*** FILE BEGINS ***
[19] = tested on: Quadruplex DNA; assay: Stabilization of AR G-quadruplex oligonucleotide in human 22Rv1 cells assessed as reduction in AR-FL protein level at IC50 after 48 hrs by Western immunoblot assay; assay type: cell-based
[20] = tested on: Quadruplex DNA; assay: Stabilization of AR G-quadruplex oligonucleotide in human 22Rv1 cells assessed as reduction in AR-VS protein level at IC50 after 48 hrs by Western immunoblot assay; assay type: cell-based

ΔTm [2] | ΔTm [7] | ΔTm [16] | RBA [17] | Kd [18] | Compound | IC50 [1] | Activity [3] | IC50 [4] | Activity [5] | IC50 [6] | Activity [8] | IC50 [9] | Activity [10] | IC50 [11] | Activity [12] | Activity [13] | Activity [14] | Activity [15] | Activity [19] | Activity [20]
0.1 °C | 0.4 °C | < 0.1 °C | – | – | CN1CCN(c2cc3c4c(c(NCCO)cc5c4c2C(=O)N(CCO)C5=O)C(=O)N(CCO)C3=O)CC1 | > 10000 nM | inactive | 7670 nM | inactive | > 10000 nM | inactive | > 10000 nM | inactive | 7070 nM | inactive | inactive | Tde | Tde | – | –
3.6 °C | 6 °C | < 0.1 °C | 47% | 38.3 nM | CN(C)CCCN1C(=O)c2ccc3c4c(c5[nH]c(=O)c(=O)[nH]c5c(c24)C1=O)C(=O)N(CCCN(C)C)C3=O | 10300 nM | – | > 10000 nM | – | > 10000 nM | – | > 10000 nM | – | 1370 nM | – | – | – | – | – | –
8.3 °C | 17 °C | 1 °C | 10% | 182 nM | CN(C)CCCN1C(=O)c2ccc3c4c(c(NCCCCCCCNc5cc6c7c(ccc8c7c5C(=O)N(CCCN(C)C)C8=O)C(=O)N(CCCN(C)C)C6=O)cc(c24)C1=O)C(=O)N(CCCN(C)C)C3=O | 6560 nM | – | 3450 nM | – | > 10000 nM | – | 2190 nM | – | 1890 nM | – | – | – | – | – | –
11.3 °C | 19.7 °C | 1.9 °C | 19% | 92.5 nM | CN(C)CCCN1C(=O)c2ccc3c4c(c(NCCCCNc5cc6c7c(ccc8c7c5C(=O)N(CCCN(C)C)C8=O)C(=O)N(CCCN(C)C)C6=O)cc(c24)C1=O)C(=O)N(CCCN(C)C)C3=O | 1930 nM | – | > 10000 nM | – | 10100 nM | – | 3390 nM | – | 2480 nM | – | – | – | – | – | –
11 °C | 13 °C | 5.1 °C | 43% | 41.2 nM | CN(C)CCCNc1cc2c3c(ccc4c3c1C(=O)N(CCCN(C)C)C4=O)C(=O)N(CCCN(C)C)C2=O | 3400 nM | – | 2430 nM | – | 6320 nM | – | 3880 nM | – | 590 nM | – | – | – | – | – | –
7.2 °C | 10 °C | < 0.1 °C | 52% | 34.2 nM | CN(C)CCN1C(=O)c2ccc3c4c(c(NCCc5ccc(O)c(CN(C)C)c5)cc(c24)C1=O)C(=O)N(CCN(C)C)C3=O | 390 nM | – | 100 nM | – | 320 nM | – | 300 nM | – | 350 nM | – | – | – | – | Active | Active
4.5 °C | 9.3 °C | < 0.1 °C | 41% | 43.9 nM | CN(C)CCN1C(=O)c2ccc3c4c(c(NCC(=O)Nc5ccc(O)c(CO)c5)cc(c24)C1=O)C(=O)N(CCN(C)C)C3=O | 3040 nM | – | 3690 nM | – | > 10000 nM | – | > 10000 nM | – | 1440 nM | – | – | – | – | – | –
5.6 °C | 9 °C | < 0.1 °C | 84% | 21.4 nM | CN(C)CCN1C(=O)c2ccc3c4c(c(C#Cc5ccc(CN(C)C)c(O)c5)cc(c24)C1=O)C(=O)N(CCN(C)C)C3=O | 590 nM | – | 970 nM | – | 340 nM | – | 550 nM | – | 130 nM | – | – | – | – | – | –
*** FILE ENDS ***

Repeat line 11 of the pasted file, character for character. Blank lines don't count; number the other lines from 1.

5.6 °C | 9 °C | < 0.1 °C | 84% | 21.4 nM | CN(C)CCN1C(=O)c2ccc3c4c(c(C#Cc5ccc(CN(C)C)c(O)c5)cc(c24)C1=O)C(=O)N(CCN(C)C)C3=O | 590 nM | – | 970 nM | – | 340 nM | – | 550 nM | – | 130 nM | – | – | – | – | – | –